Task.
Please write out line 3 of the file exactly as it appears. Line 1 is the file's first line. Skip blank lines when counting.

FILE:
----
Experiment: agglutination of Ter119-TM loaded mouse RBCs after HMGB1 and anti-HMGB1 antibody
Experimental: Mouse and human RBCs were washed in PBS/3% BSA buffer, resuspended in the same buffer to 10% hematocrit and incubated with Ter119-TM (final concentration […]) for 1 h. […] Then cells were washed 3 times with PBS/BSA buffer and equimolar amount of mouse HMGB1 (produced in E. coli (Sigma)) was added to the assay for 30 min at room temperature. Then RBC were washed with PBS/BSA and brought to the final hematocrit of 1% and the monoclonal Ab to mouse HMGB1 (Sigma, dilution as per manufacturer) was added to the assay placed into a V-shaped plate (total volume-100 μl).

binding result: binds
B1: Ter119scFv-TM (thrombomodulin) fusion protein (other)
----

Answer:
binding result: binds